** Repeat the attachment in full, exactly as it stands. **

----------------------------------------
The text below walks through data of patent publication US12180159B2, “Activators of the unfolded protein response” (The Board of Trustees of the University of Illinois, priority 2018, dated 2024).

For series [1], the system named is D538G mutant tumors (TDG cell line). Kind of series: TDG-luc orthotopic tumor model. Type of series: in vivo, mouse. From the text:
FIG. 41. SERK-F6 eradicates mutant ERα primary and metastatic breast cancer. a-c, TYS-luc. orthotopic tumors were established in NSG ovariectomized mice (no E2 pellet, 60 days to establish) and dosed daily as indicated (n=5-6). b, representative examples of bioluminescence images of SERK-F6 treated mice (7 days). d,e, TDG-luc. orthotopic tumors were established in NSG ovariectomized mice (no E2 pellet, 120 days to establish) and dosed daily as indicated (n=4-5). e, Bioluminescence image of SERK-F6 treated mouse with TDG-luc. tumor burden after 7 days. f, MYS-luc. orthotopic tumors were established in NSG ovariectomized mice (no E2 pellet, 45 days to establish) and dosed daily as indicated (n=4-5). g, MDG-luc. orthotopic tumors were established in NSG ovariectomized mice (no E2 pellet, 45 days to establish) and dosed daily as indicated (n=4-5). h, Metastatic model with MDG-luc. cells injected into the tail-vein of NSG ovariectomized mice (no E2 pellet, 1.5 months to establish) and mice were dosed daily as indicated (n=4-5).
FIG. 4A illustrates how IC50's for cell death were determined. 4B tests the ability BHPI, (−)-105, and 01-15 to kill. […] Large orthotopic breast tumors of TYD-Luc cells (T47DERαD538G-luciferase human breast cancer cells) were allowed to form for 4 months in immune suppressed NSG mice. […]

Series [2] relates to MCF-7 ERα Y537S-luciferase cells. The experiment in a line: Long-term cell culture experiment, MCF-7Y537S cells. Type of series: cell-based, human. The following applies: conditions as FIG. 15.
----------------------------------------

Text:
The text below walks through data of patent publication US12180159B2, “Activators of the unfolded protein response” (The Board of Trustees of the University of Illinois, priority 2018, dated 2024).

For series [1], the system named is D538G mutant tumors (TDG cell line). Kind of series: TDG-luc orthotopic tumor model. Type of series: in vivo, mouse. From the text:
FIG. 41. SERK-F6 eradicates mutant ERα primary and metastatic breast cancer. a-c, TYS-luc. orthotopic tumors were established in NSG ovariectomized mice (no E2 pellet, 60 days to establish) and dosed daily as indicated (n=5-6). b, representative examples of bioluminescence images of SERK-F6 treated mice (7 days). d,e, TDG-luc. orthotopic tumors were established in NSG ovariectomized mice (no E2 pellet, 120 days to establish) and dosed daily as indicated (n=4-5). e, Bioluminescence image of SERK-F6 treated mouse with TDG-luc. tumor burden after 7 days. f, MYS-luc. orthotopic tumors were established in NSG ovariectomized mice (no E2 pellet, 45 days to establish) and dosed daily as indicated (n=4-5). g, MDG-luc. orthotopic tumors were established in NSG ovariectomized mice (no E2 pellet, 45 days to establish) and dosed daily as indicated (n=4-5). h, Metastatic model with MDG-luc. cells injected into the tail-vein of NSG ovariectomized mice (no E2 pellet, 1.5 months to establish) and mice were dosed daily as indicated (n=4-5).
FIG. 4A illustrates how IC50's for cell death were determined. 4B tests the ability BHPI, (−)-105, and 01-15 to kill. […] Large orthotopic breast tumors of TYD-Luc cells (T47DERαD538G-luciferase human breast cancer cells) were allowed to form for 4 months in immune suppressed NSG mice. […]

Series [2] relates to MCF-7 ERα Y537S-luciferase cells. The experiment in a line: Long-term cell culture experiment, MCF-7Y537S cells. Type of series: cell-based, human. The following applies: conditions as FIG. 15.